If I remember correctly, in this thread we didn't reach an agreement on the ergonomics. But I've bundled my solution in EnumKit and I've been using that happily since then in combination with Combine and RxSwift code. Until we get something in the language, this is so far all I need.

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Why "should" it work that way? It's a design choice (and simple to implement, thanks to "@dynamicCallable").

With the paradigm I like, the programmer doesn't call the enum value with parens, unless they want its payload. Since the Payload is stored as "Any", we need to specify its type when we retrieve it. I'd also be fine if calling via parens provides an optional:

val: Double? = a() // nil, unless the Payload type matches

In practice, I find this matches what I actually need to achieve when I use an enum with a payload. That's opposed to the way Swift works currently, which... I guess it works in theory? It certainly is unwieldy and strange, in practice, for nearly every situation where it is supposed to be useful.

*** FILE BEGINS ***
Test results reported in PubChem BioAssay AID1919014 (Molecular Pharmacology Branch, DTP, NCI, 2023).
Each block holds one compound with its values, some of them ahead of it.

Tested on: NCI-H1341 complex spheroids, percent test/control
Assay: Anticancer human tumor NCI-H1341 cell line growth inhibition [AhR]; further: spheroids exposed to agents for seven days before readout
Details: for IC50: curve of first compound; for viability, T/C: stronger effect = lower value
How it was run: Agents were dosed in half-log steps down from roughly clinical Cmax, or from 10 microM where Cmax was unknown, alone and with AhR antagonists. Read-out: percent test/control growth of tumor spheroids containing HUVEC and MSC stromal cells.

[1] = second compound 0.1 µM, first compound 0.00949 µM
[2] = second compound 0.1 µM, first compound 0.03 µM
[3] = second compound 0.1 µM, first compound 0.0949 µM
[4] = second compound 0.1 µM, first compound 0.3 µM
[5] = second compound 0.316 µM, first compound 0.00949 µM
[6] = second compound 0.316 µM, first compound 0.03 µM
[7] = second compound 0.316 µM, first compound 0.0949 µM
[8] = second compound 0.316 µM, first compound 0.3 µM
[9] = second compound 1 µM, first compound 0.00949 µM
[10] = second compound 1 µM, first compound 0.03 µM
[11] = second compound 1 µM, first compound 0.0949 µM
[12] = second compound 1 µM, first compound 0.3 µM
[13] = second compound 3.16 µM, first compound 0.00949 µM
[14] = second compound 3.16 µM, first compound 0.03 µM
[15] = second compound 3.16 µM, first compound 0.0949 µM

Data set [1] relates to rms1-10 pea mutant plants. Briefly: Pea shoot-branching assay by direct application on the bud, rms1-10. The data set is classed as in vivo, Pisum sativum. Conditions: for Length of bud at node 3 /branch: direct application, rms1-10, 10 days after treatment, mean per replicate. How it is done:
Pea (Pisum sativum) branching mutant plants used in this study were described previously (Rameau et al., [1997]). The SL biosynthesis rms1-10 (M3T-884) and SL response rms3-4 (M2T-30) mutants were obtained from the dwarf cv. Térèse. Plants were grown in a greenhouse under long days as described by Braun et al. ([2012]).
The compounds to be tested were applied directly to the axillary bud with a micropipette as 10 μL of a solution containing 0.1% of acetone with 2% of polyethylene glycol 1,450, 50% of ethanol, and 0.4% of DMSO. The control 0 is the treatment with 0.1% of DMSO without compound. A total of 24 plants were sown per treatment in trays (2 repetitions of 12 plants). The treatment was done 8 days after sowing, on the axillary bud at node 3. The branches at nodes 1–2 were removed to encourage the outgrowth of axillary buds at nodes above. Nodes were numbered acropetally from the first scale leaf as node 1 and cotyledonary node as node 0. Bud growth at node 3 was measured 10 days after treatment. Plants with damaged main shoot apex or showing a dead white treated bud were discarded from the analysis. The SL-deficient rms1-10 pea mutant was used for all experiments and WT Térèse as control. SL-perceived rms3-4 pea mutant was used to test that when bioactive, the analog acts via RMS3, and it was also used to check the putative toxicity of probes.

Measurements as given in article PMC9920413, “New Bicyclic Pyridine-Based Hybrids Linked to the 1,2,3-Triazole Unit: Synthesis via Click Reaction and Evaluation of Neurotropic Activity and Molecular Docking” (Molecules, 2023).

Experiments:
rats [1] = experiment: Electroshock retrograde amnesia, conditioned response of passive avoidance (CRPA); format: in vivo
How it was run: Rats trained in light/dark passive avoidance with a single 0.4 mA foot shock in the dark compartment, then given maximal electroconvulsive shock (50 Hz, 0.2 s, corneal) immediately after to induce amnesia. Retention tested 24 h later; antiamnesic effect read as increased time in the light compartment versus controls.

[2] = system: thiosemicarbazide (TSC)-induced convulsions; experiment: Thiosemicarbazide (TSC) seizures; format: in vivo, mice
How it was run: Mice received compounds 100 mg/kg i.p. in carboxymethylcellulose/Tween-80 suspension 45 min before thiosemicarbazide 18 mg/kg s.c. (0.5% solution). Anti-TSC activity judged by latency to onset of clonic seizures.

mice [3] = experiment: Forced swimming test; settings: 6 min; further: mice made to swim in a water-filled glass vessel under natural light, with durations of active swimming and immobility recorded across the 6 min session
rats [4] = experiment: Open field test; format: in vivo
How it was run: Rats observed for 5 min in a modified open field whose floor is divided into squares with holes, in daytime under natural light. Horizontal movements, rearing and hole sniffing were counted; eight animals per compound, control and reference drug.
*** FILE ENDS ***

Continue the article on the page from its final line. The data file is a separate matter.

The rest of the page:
Note that, the "struct as enum" system I have been using, does understand the payload type, when the programmer creates an enum — and, with some tweaks to Swift — the Swift compiler could use that information when retrieving the payload, too.

PS: I haven't checked out EnumKit yet. I suspect I also will find it far superior to what we currently have in Swift.

let a: MyEnum = .baz // No payload
let val: Double = a() // Not legit. `a()` can be Double only if `a` is `.bar(xyz)`

This is what I'm trying to say. you can't have an honest Double from a variable of type MyEnum because you can't know apriori if:

  1. There is an associated value to extract.
  2. The associated value is in fact of type Double and not (String, Int) for example if a was .foo.